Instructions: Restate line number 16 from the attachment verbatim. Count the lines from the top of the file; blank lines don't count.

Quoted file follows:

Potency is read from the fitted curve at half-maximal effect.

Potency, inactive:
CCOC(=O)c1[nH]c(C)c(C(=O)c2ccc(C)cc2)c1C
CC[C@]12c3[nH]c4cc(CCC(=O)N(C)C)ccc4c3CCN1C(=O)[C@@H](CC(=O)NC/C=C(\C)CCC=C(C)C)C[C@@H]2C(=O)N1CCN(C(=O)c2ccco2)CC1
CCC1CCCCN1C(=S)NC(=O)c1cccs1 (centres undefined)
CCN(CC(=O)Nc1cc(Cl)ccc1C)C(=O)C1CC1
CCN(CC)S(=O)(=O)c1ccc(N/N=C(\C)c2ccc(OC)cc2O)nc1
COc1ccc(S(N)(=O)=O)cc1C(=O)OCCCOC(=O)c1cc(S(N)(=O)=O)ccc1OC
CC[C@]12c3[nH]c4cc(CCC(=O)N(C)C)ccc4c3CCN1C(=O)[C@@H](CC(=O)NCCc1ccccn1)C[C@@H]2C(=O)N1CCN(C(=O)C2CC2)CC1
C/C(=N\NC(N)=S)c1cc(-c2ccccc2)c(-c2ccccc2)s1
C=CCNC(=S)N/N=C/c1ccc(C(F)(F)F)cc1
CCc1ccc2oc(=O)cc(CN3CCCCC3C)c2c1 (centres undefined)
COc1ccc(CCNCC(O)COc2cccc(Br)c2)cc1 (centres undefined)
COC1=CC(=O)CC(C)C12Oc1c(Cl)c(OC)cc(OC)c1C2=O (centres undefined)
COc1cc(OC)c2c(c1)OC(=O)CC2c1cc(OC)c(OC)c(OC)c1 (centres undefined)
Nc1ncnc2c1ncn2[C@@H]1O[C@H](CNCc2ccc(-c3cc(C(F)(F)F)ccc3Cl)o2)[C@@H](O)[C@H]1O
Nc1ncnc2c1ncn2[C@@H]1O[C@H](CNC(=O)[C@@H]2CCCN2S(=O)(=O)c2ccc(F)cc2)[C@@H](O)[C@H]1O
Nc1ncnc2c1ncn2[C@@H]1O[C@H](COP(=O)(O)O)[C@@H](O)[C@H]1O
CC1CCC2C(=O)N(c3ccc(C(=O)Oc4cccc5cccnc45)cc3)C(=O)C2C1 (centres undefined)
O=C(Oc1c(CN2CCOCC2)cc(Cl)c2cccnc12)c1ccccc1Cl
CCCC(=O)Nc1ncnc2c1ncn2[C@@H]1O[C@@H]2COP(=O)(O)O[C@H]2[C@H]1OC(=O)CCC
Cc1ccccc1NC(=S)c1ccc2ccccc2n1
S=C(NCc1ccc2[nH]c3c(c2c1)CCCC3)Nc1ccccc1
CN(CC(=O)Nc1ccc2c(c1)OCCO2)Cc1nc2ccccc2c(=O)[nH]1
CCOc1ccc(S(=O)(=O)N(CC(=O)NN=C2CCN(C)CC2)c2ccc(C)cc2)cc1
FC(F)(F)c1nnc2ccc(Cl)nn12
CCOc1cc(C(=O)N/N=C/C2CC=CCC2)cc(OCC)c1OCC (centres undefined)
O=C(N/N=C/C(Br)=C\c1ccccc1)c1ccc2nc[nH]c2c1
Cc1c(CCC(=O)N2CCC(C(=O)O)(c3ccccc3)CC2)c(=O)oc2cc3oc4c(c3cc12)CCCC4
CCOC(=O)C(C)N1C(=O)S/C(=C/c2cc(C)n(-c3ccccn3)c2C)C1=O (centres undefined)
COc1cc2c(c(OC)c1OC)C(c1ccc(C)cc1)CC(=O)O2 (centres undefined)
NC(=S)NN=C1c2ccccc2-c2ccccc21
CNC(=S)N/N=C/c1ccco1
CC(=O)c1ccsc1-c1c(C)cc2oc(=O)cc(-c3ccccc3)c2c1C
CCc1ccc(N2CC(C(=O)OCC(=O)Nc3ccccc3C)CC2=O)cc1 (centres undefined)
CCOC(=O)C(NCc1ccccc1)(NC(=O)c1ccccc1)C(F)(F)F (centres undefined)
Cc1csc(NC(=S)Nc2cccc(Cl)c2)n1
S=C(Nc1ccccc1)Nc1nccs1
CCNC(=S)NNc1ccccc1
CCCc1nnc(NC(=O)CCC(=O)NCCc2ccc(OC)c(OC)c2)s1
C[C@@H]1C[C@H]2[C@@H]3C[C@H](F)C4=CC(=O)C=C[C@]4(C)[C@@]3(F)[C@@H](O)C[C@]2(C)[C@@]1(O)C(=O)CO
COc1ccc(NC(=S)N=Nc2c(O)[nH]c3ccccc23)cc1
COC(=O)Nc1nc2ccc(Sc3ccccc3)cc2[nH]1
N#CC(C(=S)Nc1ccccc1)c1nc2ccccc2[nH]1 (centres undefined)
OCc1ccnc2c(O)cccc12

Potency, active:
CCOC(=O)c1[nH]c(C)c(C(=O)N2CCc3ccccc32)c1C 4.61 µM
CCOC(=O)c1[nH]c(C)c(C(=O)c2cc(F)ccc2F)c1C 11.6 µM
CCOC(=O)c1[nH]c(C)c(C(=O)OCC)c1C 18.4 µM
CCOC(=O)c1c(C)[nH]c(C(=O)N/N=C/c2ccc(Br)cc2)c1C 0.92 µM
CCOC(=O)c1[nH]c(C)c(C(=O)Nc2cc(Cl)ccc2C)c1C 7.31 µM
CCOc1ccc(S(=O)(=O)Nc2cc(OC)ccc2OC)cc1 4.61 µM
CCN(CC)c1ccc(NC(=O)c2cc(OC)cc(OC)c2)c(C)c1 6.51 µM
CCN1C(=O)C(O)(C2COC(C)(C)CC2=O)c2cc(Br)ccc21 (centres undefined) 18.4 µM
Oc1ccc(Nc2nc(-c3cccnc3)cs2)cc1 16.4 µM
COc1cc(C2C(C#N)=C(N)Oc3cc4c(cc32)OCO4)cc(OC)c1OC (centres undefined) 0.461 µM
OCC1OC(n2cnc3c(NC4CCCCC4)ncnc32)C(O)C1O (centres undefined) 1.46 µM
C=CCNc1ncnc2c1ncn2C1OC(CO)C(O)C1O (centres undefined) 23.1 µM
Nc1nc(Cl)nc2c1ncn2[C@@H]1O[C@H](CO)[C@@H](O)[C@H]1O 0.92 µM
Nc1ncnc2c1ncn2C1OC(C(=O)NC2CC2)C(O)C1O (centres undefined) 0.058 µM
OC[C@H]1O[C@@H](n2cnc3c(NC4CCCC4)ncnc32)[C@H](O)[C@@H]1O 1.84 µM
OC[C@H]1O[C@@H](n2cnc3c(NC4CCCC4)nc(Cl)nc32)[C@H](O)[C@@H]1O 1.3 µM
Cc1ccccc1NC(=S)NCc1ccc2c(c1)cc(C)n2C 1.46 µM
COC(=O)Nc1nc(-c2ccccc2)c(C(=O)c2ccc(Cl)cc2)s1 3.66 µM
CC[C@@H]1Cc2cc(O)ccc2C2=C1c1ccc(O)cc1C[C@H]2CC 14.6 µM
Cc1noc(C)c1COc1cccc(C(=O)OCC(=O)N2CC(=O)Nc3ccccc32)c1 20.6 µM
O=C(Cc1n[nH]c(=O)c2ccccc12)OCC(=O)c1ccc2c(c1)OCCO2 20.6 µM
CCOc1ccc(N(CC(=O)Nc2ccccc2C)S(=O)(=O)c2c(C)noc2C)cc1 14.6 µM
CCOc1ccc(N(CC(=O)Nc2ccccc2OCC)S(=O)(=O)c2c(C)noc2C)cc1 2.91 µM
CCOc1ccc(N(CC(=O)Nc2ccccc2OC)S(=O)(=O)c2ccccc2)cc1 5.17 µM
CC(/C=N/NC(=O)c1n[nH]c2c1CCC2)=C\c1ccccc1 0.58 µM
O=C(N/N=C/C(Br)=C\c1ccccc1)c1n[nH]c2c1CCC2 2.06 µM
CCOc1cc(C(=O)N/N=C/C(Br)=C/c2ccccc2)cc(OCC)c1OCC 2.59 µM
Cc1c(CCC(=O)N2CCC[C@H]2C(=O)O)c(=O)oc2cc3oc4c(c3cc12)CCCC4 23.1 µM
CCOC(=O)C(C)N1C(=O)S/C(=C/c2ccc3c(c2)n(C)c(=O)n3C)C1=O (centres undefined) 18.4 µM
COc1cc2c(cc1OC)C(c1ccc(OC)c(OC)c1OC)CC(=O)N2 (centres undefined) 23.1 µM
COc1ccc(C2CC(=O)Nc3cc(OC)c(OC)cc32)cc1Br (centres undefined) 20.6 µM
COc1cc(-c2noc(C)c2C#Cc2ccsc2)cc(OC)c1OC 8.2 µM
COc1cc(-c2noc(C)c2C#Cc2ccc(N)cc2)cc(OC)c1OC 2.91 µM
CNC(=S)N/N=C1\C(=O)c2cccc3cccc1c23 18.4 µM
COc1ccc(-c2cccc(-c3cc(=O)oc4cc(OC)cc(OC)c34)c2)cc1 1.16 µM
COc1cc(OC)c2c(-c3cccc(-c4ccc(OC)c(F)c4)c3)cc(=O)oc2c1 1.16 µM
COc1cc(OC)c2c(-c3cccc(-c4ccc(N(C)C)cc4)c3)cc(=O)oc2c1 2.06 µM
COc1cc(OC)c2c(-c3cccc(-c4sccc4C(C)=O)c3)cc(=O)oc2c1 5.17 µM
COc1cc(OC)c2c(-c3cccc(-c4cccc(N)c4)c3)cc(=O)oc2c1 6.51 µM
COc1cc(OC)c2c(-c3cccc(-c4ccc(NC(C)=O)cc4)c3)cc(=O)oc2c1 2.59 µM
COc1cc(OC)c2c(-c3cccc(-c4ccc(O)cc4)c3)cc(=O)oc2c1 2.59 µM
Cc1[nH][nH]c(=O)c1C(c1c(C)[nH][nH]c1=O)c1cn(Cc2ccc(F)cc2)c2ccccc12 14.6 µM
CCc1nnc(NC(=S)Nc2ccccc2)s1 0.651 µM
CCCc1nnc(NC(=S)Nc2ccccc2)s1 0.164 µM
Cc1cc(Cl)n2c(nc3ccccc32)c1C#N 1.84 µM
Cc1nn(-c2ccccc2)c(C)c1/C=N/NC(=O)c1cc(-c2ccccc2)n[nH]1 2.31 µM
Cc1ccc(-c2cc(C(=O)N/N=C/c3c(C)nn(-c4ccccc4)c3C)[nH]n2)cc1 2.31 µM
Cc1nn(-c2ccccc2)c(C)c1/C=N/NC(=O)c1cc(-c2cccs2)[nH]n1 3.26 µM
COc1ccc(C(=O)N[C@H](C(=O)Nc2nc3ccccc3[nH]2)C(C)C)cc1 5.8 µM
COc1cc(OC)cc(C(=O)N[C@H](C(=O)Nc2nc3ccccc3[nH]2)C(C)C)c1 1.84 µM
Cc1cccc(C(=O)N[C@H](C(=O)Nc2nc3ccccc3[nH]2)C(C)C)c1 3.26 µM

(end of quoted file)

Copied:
Nc1ncnc2c1ncn2[C@@H]1O[C@H](CNCc2ccc(-c3cc(C(F)(F)F)ccc3Cl)o2)[C@@H](O)[C@H]1O